Those questions are so important when we’re teaching from an inquiry stance but tracing things back is sometimes hard. Ideas are so organic that we can struggle to identify where the ignition point was.
This was not one of those times.
When our partner architect talked to us about drawing from different perspectives, it got me thinking about other ways that we could get the children to consider multiple view points.
Then, serendipitously, Teacher Tom sent out this blog post. In it, he wrote about cutting wooden blocks for something he called “tall paintings“. What are tall paintings, I wondered? So I clicked on that link which brought me to another post of his and then to this video. Wow.
Now, I do not have much in the way of woodworking skills so I sent the video out to the parents on a Friday and by Monday (Monday!) we had several boxes full of mini tall painting towers.
We got busy with the glue gun and tiny cups of acrylic paint. What amazed us was the way that this art project appealed to children who very rarely visit the art studio. Its structural elements and the kinaesthetic quality of pouring the paint mesmerized some of our reluctant artists and kept them engaged for the entire morning play block. Then they begged to do it again!
The finished products are mesmerizing, even hypnotic, and I’m particularly intrigued by how different they look when viewed from the top versus from the side. This part of our architecture project has been a great reminder of how important it is not to dismiss a child’s lack of engagement with a particular subject – it may just be that they want to approach it differently. Providing those multiple entry points is so important!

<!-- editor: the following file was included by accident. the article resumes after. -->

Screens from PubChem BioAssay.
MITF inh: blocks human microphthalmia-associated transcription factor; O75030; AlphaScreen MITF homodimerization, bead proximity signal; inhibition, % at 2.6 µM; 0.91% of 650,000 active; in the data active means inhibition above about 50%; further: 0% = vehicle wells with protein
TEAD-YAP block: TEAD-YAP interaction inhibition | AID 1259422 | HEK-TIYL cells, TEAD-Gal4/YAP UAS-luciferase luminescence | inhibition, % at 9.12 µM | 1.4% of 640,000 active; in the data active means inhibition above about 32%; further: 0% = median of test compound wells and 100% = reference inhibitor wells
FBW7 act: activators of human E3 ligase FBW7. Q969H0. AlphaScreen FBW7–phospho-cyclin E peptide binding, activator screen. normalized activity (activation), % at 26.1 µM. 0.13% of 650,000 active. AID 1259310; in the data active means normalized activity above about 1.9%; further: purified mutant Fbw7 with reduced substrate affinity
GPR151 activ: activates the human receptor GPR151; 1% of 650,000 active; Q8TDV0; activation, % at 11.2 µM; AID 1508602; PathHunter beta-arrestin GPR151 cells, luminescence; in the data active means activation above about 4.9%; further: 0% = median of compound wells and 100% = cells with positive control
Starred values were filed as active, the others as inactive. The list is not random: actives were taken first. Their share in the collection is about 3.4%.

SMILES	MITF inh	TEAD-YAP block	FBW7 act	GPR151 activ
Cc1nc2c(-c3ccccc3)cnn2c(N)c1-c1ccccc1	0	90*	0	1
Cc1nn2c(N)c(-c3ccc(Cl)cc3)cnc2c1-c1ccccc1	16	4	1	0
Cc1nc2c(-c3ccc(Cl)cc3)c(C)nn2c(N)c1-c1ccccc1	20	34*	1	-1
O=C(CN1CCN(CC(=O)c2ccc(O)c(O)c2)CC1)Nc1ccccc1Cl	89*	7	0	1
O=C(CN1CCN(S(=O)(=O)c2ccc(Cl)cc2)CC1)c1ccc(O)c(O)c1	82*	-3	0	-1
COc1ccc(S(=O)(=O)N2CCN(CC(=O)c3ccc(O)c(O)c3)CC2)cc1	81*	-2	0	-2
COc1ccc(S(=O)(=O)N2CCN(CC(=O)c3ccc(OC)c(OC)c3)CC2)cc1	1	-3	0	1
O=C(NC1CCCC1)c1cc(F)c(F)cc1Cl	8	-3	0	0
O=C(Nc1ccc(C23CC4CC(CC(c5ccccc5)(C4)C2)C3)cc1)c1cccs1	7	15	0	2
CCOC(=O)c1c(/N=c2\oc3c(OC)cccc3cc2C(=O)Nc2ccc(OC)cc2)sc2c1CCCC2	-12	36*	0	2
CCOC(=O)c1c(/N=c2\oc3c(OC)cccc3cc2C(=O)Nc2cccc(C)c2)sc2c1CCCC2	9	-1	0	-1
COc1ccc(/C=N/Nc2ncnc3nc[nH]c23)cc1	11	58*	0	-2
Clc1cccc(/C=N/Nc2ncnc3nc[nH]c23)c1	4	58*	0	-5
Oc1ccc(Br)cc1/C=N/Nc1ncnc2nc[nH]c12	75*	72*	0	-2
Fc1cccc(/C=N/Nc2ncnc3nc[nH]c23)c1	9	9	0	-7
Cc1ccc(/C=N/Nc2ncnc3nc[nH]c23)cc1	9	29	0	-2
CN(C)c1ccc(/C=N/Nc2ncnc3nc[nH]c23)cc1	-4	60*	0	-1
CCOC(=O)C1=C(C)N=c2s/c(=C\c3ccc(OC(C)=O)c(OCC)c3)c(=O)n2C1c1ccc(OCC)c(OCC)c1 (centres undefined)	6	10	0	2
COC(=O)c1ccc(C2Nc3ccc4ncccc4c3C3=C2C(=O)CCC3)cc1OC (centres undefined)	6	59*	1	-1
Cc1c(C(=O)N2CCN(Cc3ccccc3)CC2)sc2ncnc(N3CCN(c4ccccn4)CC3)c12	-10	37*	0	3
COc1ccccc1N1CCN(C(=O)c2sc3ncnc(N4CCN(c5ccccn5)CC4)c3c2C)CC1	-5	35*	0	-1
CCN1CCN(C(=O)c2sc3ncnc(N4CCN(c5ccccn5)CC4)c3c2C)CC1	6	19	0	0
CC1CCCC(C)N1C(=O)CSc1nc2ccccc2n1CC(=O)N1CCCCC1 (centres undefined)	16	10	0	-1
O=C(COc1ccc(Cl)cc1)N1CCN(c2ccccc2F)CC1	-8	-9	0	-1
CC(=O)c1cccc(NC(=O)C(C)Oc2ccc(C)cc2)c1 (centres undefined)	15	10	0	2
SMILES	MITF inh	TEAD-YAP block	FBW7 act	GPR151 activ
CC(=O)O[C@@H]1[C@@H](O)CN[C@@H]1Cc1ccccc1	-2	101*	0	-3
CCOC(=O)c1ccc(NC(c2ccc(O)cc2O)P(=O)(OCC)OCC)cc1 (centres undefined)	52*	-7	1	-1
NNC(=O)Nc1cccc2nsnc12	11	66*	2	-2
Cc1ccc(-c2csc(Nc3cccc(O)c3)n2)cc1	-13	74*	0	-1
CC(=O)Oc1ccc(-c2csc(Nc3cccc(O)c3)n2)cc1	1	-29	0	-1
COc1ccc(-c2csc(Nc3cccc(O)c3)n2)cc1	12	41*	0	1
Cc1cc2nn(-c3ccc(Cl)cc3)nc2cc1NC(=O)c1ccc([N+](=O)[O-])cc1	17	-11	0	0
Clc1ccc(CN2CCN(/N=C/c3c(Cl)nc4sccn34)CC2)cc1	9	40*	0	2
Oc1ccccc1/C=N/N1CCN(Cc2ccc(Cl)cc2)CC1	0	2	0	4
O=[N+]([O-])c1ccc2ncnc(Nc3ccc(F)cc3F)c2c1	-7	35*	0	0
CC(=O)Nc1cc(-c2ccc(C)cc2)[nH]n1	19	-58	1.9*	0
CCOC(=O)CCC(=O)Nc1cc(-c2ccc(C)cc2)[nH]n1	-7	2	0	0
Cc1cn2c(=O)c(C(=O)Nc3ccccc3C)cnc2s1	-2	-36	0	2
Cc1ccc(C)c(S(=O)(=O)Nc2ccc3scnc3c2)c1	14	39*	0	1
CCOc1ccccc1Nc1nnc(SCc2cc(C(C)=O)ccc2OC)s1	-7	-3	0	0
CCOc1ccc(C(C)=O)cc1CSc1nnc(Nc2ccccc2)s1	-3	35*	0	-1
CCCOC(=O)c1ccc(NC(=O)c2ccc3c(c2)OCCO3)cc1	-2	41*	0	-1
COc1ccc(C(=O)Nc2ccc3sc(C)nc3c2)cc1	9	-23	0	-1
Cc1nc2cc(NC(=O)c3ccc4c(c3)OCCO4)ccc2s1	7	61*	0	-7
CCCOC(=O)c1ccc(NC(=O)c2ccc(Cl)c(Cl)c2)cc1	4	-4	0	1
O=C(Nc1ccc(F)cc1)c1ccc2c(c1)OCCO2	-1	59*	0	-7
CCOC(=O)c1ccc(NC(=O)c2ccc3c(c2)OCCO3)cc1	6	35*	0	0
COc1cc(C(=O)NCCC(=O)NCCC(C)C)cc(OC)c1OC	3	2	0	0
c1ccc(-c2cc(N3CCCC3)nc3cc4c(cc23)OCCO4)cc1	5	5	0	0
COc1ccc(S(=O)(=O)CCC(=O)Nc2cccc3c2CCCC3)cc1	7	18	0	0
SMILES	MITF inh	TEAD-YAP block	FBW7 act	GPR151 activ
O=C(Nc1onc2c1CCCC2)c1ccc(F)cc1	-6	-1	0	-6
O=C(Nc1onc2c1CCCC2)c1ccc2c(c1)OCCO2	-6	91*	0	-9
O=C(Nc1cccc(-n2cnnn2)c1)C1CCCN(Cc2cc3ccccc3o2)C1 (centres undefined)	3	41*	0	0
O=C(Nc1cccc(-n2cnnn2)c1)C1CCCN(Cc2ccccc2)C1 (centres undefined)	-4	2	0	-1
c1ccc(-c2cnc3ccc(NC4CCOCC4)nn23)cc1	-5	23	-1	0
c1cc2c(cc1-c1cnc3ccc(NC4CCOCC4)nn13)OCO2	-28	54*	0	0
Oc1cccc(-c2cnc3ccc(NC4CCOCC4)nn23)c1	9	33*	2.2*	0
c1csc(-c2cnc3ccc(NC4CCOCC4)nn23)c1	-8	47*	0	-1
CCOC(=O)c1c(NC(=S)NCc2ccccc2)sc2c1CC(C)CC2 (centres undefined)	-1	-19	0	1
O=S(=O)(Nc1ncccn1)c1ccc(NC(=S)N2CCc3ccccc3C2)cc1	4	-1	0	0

Today we started with a beautiful provocation in the art studio. Fall colours of paint, mixed with soap thank goodness, and a variety of fall harvest fruits and vegetables to print with. I demonstrated how to use the fruits and vegetables to print and how each one could be used several times before needing to be re-inked. The children were eager to get going and could barely contain their enthusiasm; this was the first time we’d put out paint this year!
They started using the materials and everything was predictable… at first.
And then things started to get interesting.
In the end, they decided to use their fingers to make prints and use the vegetables and fruit to scrape away the layers of paint. Several children went home more multi-coloured than they came to school. I should know better by now that there is always this experimentation phase when you introduce a new material. Children always need time to feel the material, to find out what it can do, and to play with it before they can use it as a medium of self-expression. One drop of paint at a time!
A snippet of a post that I wrote on the last week of school…
We’re out of tape in the classroom. Completely. It’s been a few days without tape and things are getting dire. Today, as I unwrapped some early end-of-year presents, the scavengers descended. They took the used but still sticky tape. The took the wrapping paper. Right out of my hands… gone! It quickly turned into a design competition – who could create the best tissue paper dress in the least amount of time?
As funny as it was, I was delighted by their scavenging. It made me feel that we’ve done something right this year. We’ve preserved their ingenuity and imagination, fed it, recognized it, aided and abetted it. I sometimes joke that the biggest part of my ballet technique job is not to screw it up; avoiding bad technical habits is as important as teaching good ones. I feel the same way about parts of my classroom job. If, by the end of the year, I can look at the kids and honestly declare that we’ve honoured them as people and preserved their creative impulses, whatever they are (whether they involved spinners made of snap cubes, huge block towers, or paper dresses), then I can comfortably say we’ve done our jobs. Maybe “first, do no harm” should be our oath too.